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Save money; keep up with news

We're doing a little belt-tightening in the Wilson household, and one of the things my wife has in her sights to eliminate is my three-day-a-week subscription to The New York Times.

I love reading The Times on Fridays, Saturdays and Sundays, especially on Sundays. My favorite section is the one with columns, comments and editorials. Like, this last Sunday featured a wonderful confessional by Dave Tomar, author of "The Shadow Scholar: How I Made a Living Helping College Kids Cheat." What an eye-opener; what a sad commentary on our times.

Fortunately, the library subscribes to The Times. But, I can't come down on Sunday mornings and drink coffee in front of the fireplace.

Turns out I will not have to forego reading The Times when the paper copy no longer lands on my driveway.

The library also subscribes to World Book online. And Worldbook Online provides a subscription to The Times online edition.

The experience of reading the paper won't be the same. But the material available will be. And I can settle for that while saving some money.

Getting it right -- in Oklahoma

When I was growing up, my uncle was a state senator in Oklahoma.

I was very proud of him but also a proud native-born Texan, as was he and my dad.

But, sometimes we got into discussions with him about how Texas was so obviously superior to Oklahoma, including UT football, of course, and the state of our Texas highways, which were vastly better than the roads in Soonerland.

I'm not so sure that Texas' roads are better today than the ones in Oklahoma.

But, after reading Sunday's The New York Times piece by Nicholas D. Kristof, I'm certain about one thing that Oklahoma has us flatly beat on. And that's early childhood education.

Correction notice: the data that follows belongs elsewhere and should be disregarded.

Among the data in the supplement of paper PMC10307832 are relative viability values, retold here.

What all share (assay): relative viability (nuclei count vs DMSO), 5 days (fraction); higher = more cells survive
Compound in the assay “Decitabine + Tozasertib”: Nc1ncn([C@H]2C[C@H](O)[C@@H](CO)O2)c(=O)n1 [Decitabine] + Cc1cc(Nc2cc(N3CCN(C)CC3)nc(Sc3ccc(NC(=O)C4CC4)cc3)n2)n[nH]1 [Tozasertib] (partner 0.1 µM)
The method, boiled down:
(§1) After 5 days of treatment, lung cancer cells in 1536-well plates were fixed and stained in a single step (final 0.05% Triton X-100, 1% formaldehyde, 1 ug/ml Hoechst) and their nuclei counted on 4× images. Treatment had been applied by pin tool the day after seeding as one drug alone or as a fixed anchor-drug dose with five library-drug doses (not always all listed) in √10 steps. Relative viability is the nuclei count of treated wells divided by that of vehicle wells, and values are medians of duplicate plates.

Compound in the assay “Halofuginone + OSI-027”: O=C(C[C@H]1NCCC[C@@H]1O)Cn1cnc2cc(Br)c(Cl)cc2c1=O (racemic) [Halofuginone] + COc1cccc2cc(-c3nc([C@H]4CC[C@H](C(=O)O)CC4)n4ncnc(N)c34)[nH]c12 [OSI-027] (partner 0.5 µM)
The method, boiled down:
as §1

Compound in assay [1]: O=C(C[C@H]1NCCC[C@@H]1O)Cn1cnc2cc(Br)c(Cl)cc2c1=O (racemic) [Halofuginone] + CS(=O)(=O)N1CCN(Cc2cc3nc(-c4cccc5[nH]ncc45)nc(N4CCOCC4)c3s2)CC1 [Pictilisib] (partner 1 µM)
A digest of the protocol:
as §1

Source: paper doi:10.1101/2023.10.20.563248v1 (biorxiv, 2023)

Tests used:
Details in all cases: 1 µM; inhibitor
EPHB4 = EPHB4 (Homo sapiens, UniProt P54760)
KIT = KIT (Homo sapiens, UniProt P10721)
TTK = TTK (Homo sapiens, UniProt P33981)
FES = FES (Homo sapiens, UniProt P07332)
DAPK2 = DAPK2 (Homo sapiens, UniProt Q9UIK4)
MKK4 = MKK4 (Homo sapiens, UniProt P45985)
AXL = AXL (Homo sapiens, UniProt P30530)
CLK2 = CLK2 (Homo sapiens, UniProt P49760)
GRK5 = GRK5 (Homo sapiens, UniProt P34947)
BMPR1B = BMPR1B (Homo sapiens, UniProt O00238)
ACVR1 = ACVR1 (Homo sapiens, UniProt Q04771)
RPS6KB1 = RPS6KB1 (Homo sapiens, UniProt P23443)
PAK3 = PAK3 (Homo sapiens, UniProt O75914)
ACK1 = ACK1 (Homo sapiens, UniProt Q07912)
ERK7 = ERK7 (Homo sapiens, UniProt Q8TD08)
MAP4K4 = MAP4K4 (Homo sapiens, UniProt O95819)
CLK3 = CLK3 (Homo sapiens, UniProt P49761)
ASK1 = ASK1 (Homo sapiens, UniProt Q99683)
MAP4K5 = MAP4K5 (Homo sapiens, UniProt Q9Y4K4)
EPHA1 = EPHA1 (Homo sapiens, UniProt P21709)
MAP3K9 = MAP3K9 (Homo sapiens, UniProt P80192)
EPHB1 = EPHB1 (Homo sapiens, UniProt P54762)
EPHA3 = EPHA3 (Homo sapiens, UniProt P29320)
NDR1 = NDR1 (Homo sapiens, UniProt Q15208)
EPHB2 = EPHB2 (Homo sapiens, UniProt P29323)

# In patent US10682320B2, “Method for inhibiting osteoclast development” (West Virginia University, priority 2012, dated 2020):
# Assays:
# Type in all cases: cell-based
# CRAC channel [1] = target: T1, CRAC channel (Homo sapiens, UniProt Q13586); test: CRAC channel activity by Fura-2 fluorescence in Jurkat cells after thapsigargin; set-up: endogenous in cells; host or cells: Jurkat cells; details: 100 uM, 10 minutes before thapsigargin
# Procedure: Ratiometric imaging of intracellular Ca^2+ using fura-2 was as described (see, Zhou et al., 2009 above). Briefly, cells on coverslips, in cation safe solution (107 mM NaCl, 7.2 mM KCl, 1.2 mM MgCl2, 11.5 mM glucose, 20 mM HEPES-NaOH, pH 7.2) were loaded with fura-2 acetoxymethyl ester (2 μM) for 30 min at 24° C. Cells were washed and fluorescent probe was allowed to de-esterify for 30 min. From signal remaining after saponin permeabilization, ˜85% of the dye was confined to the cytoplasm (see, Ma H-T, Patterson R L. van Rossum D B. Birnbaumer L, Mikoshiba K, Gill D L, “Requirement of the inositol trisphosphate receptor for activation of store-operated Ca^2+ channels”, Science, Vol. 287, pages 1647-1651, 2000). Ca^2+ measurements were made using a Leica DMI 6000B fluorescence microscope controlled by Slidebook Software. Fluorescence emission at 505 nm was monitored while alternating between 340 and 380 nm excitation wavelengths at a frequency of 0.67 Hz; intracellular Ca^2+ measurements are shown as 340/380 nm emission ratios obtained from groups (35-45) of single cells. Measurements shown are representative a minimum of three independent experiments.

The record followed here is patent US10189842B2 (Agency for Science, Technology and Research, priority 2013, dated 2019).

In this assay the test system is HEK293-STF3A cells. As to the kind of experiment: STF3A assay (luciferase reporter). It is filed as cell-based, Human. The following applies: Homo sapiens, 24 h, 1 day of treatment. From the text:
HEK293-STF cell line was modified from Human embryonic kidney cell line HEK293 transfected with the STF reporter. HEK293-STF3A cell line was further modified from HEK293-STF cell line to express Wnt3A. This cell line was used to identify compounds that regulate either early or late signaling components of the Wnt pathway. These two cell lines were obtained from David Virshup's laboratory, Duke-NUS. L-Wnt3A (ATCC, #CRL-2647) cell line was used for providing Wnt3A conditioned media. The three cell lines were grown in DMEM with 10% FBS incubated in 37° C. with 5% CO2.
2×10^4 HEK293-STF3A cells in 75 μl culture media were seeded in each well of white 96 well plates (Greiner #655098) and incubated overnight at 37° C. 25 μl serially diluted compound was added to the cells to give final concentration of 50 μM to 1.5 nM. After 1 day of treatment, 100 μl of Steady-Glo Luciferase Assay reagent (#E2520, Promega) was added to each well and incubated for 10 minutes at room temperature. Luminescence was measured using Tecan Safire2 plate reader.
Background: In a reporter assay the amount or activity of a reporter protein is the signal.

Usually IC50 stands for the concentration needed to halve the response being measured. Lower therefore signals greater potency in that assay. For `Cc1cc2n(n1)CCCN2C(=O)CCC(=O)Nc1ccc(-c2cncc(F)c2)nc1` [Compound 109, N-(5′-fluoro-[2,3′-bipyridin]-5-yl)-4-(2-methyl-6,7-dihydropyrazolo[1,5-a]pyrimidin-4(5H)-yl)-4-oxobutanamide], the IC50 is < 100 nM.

In Oklahoma, to paraphrase Kristof, every 4-year-old gets to go to school for free, "and some families get home visits to coach parents on reading and talking more to their children."

Wow.

The attitude in Oklahoma, unlike the attitude in Texas, seems to be that the state gets better and better as the kids get smarter and smarter, so it's wiser to invest in schools than in prisons.

The brain science has been around for quite some time showing the importance of early education. Texas ignores it at its peril.

And that ignorance will be very expensive down the road.

My late uncle would be as proud as I am envious.

A progressive place

Wow. Round Rock voters approved a $23.2 million bond issue for public libraries in yesterday's election.

The measure passed on a 60-40 vote.

The library package was just one piece of a larger proposal put before voters in the Williamson County city. In all, they OK'd spending almost $124 million on fire department, police department, lilbrary and other public facilities.

It takes courage these days for elected officials to ask voters to approve bond programs, given the anti-government flavor of our times. And in a lot of places, funding for libraries is being cut.

So, hats off to Round Rock. Citizens there seem to care about the quality of life they provide for themselves and their children.

Amazon's top book and ours

The Library Journal reported today that Amazon editors named "The Goldfinch" by Donna Tartt as this year's best book.

No. 2 was "And the Mountains Echoed" by Khaled Hosseini.

The Journal does not say what criteria Amazon used to make the selection of the Top 100.

If you go just by how many times the book was accessed, that would be selection based on popularity. And what's popular is not necessarily what's best.

We don't have a set of editors to make a list of the top books.

But, in terms of popularity, "The Hit" by Baldacci was the book most checked out so far in 2013. No. 2 was "Inferno" by Brown. And No. 3 was "Second Honeymoon" by Patterson.

None of those were in the Amazon Top 10.

Not sure what that means about our patrons or Amazon's editors.

Handing over the ID

When I voted last week at the Wimberley Community Center, I duly handed over my drivers license as required by law.

The woman working at the polls ran it through a scanner and handed it back to me.

That's probably the first time anyone has ever scanned my DL, and it surprised me. I thought the poll worker would just look at the DL and see if my name matched the information on the registered voter list and my voter registration card.

I don't know what the election folks get when they scan my license. Do they get the color of my eyes, my date of birth and the kind of DL it is? So they know that my license is only good if I wear glasses?

So, who can access the information that was scanned? Is that going to be for sale through the county elections office? Can the political parties buy that? Can Wal-Mart?

Just wonderin'.